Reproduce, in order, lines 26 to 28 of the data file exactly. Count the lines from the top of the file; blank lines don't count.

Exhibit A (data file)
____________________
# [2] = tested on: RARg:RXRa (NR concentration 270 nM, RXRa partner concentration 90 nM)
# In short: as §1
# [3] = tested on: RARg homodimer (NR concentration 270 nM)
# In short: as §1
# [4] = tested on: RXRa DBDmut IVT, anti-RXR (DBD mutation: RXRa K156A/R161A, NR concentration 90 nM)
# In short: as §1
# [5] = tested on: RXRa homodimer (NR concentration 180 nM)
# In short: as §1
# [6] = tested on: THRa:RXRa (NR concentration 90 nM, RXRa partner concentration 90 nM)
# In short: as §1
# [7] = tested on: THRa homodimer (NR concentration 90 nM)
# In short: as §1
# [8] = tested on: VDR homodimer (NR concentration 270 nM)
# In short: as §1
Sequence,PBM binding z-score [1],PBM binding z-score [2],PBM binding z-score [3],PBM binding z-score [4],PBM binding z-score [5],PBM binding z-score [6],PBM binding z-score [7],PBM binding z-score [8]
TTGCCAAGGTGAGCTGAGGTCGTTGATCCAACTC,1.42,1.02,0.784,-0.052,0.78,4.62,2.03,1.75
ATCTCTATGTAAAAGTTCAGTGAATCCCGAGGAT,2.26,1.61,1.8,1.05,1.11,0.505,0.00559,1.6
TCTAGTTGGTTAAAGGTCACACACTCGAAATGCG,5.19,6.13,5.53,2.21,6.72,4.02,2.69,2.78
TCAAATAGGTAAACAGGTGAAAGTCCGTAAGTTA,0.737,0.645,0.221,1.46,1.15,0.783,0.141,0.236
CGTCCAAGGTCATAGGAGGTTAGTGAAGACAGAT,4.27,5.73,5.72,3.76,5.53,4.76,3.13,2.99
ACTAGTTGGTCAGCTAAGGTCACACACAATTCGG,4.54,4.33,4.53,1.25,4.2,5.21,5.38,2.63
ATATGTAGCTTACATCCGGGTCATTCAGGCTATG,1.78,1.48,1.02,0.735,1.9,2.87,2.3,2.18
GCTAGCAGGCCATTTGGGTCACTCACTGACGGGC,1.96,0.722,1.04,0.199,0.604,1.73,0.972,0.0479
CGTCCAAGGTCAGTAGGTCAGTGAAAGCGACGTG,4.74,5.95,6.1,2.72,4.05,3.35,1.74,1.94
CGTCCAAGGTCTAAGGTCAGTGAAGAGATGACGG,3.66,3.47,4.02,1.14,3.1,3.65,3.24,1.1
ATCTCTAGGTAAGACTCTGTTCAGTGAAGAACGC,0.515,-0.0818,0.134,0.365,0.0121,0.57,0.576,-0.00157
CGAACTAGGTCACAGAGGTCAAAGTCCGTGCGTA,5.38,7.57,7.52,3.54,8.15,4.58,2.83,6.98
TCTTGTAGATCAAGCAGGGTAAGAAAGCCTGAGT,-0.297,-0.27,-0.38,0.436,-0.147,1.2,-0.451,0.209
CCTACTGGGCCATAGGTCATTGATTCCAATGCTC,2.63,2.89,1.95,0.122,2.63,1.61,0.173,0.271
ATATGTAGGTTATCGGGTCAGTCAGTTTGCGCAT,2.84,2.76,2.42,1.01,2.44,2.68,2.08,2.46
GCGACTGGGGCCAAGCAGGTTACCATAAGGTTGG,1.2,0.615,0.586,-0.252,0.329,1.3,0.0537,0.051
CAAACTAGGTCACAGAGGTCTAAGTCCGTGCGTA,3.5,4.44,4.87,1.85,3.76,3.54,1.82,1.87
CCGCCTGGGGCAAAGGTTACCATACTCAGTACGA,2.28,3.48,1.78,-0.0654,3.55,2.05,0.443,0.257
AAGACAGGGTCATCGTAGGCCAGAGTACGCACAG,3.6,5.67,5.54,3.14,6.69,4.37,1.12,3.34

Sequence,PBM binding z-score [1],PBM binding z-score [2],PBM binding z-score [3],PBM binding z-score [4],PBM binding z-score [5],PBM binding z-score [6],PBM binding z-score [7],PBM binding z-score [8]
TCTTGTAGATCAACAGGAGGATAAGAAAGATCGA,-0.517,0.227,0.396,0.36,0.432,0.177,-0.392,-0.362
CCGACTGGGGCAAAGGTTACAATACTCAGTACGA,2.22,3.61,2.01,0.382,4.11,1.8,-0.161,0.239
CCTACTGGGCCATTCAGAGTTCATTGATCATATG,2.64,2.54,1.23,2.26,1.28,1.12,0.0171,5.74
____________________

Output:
ATCTCTAGGTAAGACTCTGTTCAGTGAAGAACGC,0.515,-0.0818,0.134,0.365,0.0121,0.57,0.576,-0.00157
CGAACTAGGTCACAGAGGTCAAAGTCCGTGCGTA,5.38,7.57,7.52,3.54,8.15,4.58,2.83,6.98
TCTTGTAGATCAAGCAGGGTAAGAAAGCCTGAGT,-0.297,-0.27,-0.38,0.436,-0.147,1.2,-0.451,0.209